The Post-9/11 political consensus put a greater emphasis on state surveillance. Increasingly sophisticated technologies gave state actors the power to track and watch ordinary people like never before. While supporters argue that this is a small price to pay for increasing safety and preventing terrorism, others see this as a serious contravention of human rights. Is the extent to which we are now surveilled a step too far?
No, surveillance has not gone too farShow moreShow less
There are many benefits to surveillance. Above all, it keeps the country safe.
Surveillance is the key to protecting the mass majority from future events and finding criminals.
During the Boston Marathon Bombings in 2013, investigators were able to find the two perpetrators within several days because their faces were shown on security footage outside of a department store. They were seen behaving suspiciously on the video. Based on the direction they were headed, they were able to tell which exactly cameras they would be close to next.
Without footage that we can rely on, there is no telling how much many more crimes would be committed. In most cases, if someone sees an obvious security camera they will choose not to commit a crime there. With more surveillance, we could see a significant decrease in crime, especially in major cities.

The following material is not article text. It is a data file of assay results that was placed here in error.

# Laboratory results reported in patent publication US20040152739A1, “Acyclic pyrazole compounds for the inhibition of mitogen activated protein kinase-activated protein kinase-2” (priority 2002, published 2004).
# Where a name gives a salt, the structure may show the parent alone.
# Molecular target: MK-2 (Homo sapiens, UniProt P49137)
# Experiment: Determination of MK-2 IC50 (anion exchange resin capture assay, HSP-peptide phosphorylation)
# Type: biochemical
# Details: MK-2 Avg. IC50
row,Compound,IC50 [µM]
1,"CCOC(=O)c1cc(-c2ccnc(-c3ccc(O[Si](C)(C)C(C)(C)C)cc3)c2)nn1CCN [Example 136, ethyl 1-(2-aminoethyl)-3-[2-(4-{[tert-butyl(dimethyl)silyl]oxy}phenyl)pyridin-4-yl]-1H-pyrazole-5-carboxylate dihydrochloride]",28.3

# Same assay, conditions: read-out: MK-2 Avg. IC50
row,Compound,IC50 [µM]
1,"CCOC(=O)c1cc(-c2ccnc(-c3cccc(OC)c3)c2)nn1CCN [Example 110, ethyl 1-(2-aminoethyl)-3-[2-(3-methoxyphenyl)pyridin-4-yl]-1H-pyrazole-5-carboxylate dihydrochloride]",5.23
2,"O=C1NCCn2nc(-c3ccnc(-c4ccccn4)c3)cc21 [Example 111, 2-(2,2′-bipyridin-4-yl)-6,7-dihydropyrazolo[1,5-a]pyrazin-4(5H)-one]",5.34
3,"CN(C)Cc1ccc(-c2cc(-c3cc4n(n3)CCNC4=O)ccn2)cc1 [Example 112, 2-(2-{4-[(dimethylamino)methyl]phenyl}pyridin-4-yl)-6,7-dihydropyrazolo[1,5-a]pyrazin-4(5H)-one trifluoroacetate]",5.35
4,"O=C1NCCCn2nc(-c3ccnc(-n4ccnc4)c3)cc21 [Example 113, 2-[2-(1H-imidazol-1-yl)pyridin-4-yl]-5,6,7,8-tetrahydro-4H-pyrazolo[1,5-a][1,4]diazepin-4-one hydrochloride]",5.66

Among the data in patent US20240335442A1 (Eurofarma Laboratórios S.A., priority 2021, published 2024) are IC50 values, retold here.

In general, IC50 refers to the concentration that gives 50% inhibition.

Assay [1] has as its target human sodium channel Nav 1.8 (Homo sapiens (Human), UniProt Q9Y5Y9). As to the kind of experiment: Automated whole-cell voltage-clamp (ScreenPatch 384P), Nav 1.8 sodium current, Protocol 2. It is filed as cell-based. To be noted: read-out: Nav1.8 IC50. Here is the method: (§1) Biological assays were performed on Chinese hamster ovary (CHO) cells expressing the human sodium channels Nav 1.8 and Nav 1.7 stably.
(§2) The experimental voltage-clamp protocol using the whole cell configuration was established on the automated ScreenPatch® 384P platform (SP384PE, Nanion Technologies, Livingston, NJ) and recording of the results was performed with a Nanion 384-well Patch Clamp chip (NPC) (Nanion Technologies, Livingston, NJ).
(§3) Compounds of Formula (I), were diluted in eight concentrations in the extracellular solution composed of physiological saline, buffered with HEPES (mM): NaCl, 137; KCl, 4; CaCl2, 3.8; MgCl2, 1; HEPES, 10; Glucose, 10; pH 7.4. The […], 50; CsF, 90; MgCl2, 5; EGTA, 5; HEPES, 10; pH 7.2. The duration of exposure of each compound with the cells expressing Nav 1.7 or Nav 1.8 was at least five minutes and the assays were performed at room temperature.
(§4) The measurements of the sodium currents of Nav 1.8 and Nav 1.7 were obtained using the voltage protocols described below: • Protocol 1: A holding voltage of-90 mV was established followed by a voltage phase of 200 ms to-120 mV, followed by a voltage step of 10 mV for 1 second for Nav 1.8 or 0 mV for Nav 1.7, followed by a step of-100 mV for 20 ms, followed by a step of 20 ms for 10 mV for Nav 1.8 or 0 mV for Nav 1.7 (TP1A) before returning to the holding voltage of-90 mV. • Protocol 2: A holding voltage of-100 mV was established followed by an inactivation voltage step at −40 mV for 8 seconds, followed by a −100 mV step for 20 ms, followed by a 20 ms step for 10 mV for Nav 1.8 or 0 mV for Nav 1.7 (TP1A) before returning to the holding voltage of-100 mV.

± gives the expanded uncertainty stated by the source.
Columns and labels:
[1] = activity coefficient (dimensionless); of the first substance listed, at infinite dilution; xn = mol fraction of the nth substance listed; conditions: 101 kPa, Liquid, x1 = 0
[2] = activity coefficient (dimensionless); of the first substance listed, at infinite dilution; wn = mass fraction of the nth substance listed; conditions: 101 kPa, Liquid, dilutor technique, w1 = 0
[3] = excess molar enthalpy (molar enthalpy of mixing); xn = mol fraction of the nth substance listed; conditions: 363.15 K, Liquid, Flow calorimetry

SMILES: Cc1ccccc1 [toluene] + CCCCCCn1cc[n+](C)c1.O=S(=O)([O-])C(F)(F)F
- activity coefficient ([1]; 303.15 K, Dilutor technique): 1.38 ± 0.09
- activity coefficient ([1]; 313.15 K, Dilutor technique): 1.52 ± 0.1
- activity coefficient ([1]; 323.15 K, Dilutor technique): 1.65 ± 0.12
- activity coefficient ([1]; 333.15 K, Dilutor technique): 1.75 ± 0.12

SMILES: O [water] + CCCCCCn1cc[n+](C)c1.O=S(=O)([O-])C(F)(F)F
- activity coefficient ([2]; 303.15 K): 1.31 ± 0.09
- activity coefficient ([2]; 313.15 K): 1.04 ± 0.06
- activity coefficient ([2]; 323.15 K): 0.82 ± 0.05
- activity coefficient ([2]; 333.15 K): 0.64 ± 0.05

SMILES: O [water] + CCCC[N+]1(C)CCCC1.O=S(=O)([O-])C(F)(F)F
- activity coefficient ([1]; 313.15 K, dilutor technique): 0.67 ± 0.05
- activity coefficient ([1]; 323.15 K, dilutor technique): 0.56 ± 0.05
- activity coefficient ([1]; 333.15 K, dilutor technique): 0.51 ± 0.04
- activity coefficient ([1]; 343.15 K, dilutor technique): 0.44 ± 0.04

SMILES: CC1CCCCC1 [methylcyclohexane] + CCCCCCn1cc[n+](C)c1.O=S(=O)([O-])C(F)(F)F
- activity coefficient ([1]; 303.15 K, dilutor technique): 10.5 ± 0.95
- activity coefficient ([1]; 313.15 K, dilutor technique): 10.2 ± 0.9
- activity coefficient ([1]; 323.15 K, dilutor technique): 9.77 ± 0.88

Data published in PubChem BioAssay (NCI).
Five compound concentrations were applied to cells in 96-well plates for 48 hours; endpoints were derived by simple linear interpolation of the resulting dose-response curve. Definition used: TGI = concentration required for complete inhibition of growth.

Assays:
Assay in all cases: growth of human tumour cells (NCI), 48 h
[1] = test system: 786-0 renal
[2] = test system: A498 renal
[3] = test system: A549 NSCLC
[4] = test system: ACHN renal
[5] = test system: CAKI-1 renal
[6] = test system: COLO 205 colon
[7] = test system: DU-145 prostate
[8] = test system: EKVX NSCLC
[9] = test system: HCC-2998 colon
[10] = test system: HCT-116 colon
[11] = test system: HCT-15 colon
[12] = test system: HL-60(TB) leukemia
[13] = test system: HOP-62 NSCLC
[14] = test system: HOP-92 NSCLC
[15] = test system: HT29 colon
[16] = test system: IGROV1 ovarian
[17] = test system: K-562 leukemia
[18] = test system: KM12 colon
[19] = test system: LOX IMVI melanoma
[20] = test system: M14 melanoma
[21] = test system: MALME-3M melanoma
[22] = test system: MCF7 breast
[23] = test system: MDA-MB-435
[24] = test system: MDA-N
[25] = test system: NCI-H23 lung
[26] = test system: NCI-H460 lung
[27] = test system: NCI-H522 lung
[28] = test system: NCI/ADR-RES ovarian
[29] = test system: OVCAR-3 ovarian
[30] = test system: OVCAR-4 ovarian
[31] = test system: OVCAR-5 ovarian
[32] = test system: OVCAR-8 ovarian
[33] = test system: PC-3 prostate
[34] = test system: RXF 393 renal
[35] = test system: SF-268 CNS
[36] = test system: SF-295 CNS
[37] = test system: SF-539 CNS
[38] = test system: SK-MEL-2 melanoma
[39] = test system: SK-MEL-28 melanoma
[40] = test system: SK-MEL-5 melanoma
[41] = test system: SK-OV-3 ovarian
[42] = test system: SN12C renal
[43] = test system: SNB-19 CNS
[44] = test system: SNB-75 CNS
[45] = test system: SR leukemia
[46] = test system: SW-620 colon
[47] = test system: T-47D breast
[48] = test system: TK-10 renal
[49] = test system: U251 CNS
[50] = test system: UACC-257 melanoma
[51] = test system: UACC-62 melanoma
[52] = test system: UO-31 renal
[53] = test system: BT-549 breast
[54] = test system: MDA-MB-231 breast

Pursuing "lawbreakers" themselves can cause first responders to be harmed. If they can judge a person's motives or location from a video, they can predict where they will be next which saves them from running around the city putting themselves in danger. It even makes it possible for them to arrive somewhere in advance and not be put in the way of danger whatsoever.
People who make cases against surveillance tend to be the ones who commit crimes themselves. It is quite rare that someone who gets in trouble for surveillance did not actually commit the crime themselves.
[P1] Surveillance can prevent crimes from happening simply by putting fear into the people.
[P2] Using surveillance keeps first responders and military personnel safe.
Rejecting the premises
[Rejecting P2] This gives the government or various dangerous groups the ability to use it illegally
This page was last edited on Thursday, 16 Jul 2020 at 17:26 UTC